Later, when the child seems to be returned by a powerful djinn who takes revenge on her behalf, the US Army drone crew are rapt, unwilling to leave the container. Some authors are interested in the djinn of Qur’anic tradition, free-willed beings created “from the smokeless flame of fire,” who lead lives parallel to us clay-made humans. The collection’s best stories—of which there are many—aren’t interested in djinn as a site of the exotic, wish-granting imaginary. This first appeared in Bookwitty, where you can also find Six More Tales of Djinn:
The editors of The Djinn Falls in Love (2017) chose not to standardize spellings across their wide-ranging new “djinnthology.” In one story, you might find a world populated by djinn, while in another jinn appear, or jinnis, or even a genie. Instead, they employ djinn in tales that move sideways to explore cruelty or loss, adolescence or injustice. As the tiny team of analysts and pilots sit watching, they are disengaged from the rest of their chain of command. The stories also move around the world, ranging from Singapore to Bangladesh, Pakistan to the US, the UK to Saudi Arabia and beyond. Editors Mahvesh Murad and Jared Shurin suggest, in their introduction, that empathy for the Other is one of the central motifs of the collection. The titular History is a Beyoncé-like performer, and the story shows off the explosive party of Okorafor’s creativity. When one of the neighborhood children disappears, the small military team is concerned, although they also feel powerless. Sophia al-Maria’s “The Righteous Guide of Arabsat,” set in contemporary Saudi Arabia, is perhaps the collection’s biggest outlier. In al-Maria’s story, we have a wedding (and, perhaps, a funeral). The small team spends most of their time in a cramped container, working in shifts as they watch a small Yemeni neighborhood, waiting for their orders to strike—and hoping, when the order comes, the neighborhood children won’t be home. Kuzhali Manickavel’s moving “How We Remember You” is about border between childhood and adulthood, human and magic, desire and cruelty. Unfortunately, only one work is a translation, the poem by Hermes from which the collection takes its name, translated by Robin Moger. Swift sets her story in a future where Muslim women have agency and a leading role, but without the cringey aftertaste of the author who waves the feminist flag on behalf of underdog Muslim women, as Claire North’s “Hurrem and the Djinn” seems to do. Advertisements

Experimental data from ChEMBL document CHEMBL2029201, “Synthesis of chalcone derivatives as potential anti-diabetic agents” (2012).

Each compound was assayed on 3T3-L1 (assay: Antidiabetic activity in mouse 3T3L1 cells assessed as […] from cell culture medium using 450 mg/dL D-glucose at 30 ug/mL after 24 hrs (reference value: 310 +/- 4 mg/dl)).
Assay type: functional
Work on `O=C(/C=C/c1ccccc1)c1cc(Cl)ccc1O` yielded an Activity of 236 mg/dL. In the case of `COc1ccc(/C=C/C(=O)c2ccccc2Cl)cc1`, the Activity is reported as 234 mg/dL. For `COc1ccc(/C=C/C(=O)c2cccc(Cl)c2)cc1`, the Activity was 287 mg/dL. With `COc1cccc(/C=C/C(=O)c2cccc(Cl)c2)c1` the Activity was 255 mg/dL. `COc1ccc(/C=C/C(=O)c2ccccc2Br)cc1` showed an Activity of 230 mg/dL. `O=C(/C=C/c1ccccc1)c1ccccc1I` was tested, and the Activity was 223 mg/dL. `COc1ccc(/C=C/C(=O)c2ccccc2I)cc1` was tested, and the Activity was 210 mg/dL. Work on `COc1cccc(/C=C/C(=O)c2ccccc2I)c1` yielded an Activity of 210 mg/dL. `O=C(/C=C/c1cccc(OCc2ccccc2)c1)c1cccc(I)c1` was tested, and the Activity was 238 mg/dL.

Share this:TwitterFacebookEmailPrintLinkedInRedditGoogleTumblrPinterestPocketLike this:Like Loading…‹ Alex Elinson on Translating the ‘Power of Laughter in the Face of Economic and Social Despair’Categories: review, short stories In her story, djinn never appear outside the protagonist’s imagination, and we suspect they only exist as an excuse to abuse his wife. Just so, there is no collection-wide agreement on what sort of creature a “djinn” might be. Here, a lemur-toting jinn hunter—who introduces herself as the scheduled hunter’s apprentice—interviews members of a space crew affected by a jinn infestation. In Catherina Faris King’s “Queen of Sheba” it’s Christmas Eve, 1953, and young Juanita is about to learn about a different sort of border crossing. Yet more interesting are the stories that explore the limits of empathy. But although empathy can compel their attention, it isn’t enough to influence their actions. Ultimately, this “apprentice” hunter exorcises the creature of flame. In some stories, the examinations of the border between human and djinn becomes a chance to talk about transformation. Empathetic or not, they remain stuck in their part of the chain of command. Beyond Gaiman, there is Kamila Shamsie with “The Congregation,” a gentle, moving story about brotherhood between worlds; Jamal Mahjoub’s “Duende 2077,” a noir murder mystery in a dystopic future; and Nnedi Okorafor, whose “History” has nothing to do with djinn, but that hardly matters. Several feel empathy for these Yemeni “characters,” who they have given names. There is also story where the “Arab desert” seems to exist only as a backdrop for the explorer, where we find “sand for days, sand and sun and not a beach in fucking sight.”
But by and large, the authors stay away from the exotic-for-the-exotic’s-sake and give both an impressive creative range and a winking, biting sense of humor. The story about an exorcism set in Meknes, Morocco—Helene Wecker’s “Majnun”—makes one wish the editors had swapped in a translated story by Moroccan writer Muhammad Zafzaf instead. The collection includes an excerpt from Neil Gaiman’s American Gods which scoffs at the idea that djinn can grant wishes, focusing on a magical night of djinn-human love in New York City. Not all the characters in this collection are stuck. The collection features a number of best-selling and multi-award-winning authors. Other contributors seem to take their inspiration from A Thousand and One Nights or even the Disney version of Aladdin, where djinn are creatures who live shut up in lamps until forced, by humans, to grant wishes. Sami Shah’s vivid, compelling “Reap” is a portrait of contemporary American life that appears through the gaze of American drone operators. Swift’s story is one of the most inventive: It isn’t afraid to leap multiple borders and leave us, in the end, with a mystery. More djinn stories at Bookwitty. EJ Swift’s “The Jinn Hunter’s Apprentice” is set in a future where a team might be able to travel to the edges of the universe and colonize a new reality, if only their ship can be cleared of jinn.